"Die Hand liegt auf dem Tisch."

Translation:The hand is lying on the table.

January 9, 2013



This sounds like a disembodied hand.

January 9, 2013


Does German do the same thing as French or Spanish, where 'the' hand[s] is understood to mean my/your/his/her hand[s]?

November 21, 2015


Yes, all the time. But that wouldn't apply here. For instance, it's quite natural something like, "Ich habe das in der Hand gehabt." = "I had it in my hand."

December 21, 2015


Another creepy sentence from duolingo.

February 12, 2014


Does this sentence sound normal or creepy in Geeman?

November 6, 2015


Same as in English.

Depends on the context -- if it's a hand that's attached to someone's arm, that's more or less normal; if it's a disembodied hand, that would be a bit creepy.

January 1, 2018


The difference is that in English, we are much more inclined to use the possessive pronoun when the hand is attached to someone. If we say "the hand is on the table" (assuming it is a part of the body and not a hand of cards), it implies that we don't know who it belongs to and suggests strongly that it is disembodied, like something out of The Addams Family..

January 1, 2018


Sie sind unheimlich und exzentrisch,

Esoterisch, unwahrscheinlich,

Sie sind ganz und gar unglaublich,

Die Addams Familie

January 9, 2015


Snap snap

September 21, 2018


Helmut, have you seen my hand lying around somewhere?

December 27, 2015


Can it be like hand for a card game?

November 20, 2015


It sounds like an intriguing start to a detective novel.

December 27, 2015


I am still looking for that missing leg from one of the other Duo examples.

July 3, 2016


Where was that? I don’t recall seeing that one.

January 14, 2018


Duo I think is part chainsaw massacre bird

May 5, 2015


It sound disembodied because the sentence did not suggest that the hand belongs to someone. His, her hand lies on the table. Sounds right.

October 28, 2015


Adams Family?

July 19, 2017


Someone broke their watch.

November 4, 2015


Duo does horror....

August 4, 2017


I put 'the hand lays on the table' and it was marked wrong. In this sentence lays and lies would mean the same thing

November 30, 2015


Even many of my fellow native English speakers often use this word incorrectly.

e.g. The children are laying on the floor.
instead of the correct The children are lying on the floor.

To lay takes an object and shows an action, to lie is used to show placement or location. It's the same as the German verbs legen und liegen.

December 15, 2015


Yes, the two verbs lay and lie are often confused and used incorrectly. Most likely because because the simple past of lie, is lay, so people assume its the verb to lay being used. I remember my English teacher would always say that only chickens lay! Not completely true, but it made you think about it!

December 31, 2017


No, they do not. "Lays" is transitive and requires an object. E.g., the hand lays the book on the table.

March 4, 2016


I believe you are correct, so Duo just incorrectly allowed my "The hand lays on the table."

February 18, 2017


what does "auf" mean in particular??

January 23, 2016


"Auf" is the preposition roughly equivalent to "on" or "onto", therefor "auf den Tisch" would be "on[to] the table"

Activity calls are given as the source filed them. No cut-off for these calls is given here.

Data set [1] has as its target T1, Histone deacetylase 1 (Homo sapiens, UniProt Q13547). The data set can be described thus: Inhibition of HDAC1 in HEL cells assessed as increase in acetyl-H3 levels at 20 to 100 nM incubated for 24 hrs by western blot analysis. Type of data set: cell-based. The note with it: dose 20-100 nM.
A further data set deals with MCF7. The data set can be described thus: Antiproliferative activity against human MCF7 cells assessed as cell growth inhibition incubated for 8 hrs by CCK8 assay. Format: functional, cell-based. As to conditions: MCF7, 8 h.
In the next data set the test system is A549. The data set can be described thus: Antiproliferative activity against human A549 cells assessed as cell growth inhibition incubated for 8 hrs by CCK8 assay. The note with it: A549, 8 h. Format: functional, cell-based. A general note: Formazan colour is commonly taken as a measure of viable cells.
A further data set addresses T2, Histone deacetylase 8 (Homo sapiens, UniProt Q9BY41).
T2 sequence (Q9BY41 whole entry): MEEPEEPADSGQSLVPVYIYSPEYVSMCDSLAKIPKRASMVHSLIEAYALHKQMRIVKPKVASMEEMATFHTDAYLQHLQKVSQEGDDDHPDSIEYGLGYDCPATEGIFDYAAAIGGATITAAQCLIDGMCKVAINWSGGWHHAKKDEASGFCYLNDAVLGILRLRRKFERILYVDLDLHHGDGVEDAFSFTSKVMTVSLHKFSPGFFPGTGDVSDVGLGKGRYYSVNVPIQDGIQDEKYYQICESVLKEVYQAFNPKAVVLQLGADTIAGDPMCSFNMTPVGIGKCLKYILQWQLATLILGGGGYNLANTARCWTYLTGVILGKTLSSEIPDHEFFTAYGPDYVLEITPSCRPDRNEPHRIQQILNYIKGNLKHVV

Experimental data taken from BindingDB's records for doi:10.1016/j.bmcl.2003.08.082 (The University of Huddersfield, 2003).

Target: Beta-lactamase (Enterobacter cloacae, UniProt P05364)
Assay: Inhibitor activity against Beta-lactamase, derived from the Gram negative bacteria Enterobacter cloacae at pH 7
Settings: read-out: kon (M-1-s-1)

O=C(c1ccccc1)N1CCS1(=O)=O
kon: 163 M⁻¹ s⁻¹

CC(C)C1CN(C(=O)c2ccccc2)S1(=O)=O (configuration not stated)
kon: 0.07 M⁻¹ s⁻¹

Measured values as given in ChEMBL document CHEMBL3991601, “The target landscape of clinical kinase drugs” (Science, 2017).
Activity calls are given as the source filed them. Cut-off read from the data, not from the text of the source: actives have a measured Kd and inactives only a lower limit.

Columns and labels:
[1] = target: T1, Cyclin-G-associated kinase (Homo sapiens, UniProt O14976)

September 10, 2016


Why is my answer wrong? The hand lies on the desk. I checked the word desk in my English-German dictionary.

February 6, 2017


    "Desk" is Schreibtisch.

    March 8, 2017


    why didn't it accept 'the hand is situated on the table'? I know it's a really weird sentence but still technically correct right?

    February 22, 2017


    I found a hand! Anyone missing a hand? It's on the table!

    February 28, 2017


    Götz von Berlichingen!

    March 23, 2017


    At first I thought the hand was lying to the table, completely different perspective.

    August 27, 2017


    is this an idiom? like "all hands on the table" to mean that nothing is being withheld so everyone can understand, get the story, know the truth, no hurt feelings etc....

    November 26, 2017


    No, it's not an idiom, just a slightly odd sentence.

    November 27, 2017

    November 28, 2017


    Another CSI duolingo episode ^_^

    February 9, 2018


    Does »Ihr Hand liegt auf dem Tisch. / Sein Hand liegt auf dem Tisch.« sound more 'natural' than »Die Hand liegt auf dem Tisch.«? Because atleast in the context of an English speaker the latter sentence implies it's a disembodied hand; Would it be interpreted similarly by most native German speakers, or just sound a little bit odd?

    February 15, 2018


    Yes, the German also sounds like a disembodied hand.

    (By the way, it would be ihre Hand / seine Hand with -e, because Hand is feminine.)

    February 15, 2018


    Way to be creepy , Duolingo!

    June 28, 2018


    Thing from the Addams family is asleep.

    August 13, 2018


    Is this a Jojo Reference?!

    November 3, 2018


    Why "auf dem Tisch" in this sentence? In the last two questions...the bottle and the plates....it was " auf den Tisch" Thanks

    January 1, 2019


    auf, like a number of other prepositions, can take either the dative or the accusative case, depending on the meaning -- with the dative case, it indicates a location ("on"), while with the accusative case, it indicates the destination of motion ("onto").

    Here, the hand is not moving; it is simply lying "on" the table.

    I assume the former sentence was one about putting plates "onto" the table (they were moving from some other place and ended up on the table).

    January 1, 2019
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